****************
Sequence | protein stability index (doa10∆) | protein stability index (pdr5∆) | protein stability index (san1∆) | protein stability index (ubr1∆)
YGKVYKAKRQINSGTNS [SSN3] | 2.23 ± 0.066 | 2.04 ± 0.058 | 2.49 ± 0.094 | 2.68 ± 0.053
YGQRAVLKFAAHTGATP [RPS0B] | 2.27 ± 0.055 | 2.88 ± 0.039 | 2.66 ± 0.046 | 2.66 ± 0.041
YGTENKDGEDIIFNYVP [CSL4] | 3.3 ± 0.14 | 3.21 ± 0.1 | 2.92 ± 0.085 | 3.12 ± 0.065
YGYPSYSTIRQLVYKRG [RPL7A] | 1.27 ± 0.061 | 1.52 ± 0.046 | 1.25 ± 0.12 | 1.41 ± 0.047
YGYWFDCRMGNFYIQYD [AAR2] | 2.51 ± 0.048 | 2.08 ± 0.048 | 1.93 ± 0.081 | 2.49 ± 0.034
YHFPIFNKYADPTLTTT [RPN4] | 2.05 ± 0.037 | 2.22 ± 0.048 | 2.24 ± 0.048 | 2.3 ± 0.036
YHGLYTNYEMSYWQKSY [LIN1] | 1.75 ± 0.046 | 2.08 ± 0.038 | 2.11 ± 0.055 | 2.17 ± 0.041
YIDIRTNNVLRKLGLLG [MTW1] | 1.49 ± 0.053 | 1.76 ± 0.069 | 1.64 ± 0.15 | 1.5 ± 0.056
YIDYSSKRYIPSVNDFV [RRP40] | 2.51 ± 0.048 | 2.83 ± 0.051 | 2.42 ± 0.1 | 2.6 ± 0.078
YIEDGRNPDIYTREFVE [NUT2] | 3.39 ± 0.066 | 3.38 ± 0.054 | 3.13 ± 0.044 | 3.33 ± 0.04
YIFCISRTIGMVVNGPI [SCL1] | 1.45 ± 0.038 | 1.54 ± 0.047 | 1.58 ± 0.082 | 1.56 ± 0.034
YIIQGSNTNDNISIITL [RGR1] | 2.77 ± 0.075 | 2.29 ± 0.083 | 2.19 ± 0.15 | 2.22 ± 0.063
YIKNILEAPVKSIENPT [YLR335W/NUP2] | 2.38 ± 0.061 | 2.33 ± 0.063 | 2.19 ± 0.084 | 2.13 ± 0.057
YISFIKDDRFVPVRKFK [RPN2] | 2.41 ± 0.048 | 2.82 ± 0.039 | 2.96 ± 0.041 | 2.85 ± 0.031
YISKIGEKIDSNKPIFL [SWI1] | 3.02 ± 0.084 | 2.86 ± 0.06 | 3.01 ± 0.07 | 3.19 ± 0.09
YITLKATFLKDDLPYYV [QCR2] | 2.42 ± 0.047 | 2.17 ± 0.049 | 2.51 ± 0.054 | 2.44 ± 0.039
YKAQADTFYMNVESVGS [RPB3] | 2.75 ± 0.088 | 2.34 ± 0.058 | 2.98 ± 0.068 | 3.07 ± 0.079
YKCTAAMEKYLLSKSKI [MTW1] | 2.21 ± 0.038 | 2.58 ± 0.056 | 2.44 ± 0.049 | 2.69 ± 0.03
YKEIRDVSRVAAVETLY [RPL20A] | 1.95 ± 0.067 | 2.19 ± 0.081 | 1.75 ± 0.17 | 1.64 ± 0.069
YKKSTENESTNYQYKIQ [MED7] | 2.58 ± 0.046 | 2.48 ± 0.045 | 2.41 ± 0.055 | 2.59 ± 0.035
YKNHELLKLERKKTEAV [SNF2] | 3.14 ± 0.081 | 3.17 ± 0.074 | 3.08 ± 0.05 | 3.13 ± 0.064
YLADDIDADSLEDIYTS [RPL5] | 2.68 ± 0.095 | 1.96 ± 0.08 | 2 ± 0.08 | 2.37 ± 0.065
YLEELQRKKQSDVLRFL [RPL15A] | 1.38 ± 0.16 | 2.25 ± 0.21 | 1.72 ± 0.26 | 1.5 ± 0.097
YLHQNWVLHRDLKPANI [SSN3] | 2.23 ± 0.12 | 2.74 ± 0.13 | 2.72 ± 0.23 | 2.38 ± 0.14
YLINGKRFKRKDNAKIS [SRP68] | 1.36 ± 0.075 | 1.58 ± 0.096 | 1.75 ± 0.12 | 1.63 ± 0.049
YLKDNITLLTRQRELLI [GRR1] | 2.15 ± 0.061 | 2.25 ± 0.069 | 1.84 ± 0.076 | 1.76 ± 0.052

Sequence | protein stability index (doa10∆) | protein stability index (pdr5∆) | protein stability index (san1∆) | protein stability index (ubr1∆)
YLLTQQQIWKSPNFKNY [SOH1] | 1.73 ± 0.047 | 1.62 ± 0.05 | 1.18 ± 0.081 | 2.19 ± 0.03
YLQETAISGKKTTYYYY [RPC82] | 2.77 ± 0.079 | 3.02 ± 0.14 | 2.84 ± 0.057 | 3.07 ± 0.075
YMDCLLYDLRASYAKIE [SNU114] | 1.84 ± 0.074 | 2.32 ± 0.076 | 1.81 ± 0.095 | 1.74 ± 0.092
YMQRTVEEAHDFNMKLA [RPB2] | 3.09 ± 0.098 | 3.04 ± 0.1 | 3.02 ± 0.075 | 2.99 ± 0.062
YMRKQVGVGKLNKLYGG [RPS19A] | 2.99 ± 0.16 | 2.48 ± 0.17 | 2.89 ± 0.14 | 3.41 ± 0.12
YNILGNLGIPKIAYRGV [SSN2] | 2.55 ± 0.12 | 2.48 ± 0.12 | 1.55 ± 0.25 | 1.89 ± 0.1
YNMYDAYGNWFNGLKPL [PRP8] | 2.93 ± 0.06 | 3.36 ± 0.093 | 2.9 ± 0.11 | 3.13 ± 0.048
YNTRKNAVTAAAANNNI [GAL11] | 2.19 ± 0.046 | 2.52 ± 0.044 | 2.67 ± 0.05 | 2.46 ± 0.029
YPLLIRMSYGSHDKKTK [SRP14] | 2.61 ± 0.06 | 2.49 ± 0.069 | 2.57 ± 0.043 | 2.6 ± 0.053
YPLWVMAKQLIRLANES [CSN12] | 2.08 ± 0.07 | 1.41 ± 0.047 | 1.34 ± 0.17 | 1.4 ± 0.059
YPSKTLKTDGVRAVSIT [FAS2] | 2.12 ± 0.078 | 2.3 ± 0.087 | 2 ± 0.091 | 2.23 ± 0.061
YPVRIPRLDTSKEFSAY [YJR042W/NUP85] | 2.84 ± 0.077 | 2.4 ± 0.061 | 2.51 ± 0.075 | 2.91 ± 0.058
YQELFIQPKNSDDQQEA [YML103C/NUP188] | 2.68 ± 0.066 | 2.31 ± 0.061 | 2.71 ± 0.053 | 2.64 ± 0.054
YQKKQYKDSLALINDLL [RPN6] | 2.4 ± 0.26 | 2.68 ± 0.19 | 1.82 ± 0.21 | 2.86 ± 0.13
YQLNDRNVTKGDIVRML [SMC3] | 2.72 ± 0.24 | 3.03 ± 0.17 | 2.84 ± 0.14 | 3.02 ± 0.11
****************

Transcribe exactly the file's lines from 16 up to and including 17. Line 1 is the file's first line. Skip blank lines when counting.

YISKIGEKIDSNKPIFL [SWI1] | 3.02 ± 0.084 | 2.86 ± 0.06 | 3.01 ± 0.07 | 3.19 ± 0.09
YITLKATFLKDDLPYYV [QCR2] | 2.42 ± 0.047 | 2.17 ± 0.049 | 2.51 ± 0.054 | 2.44 ± 0.039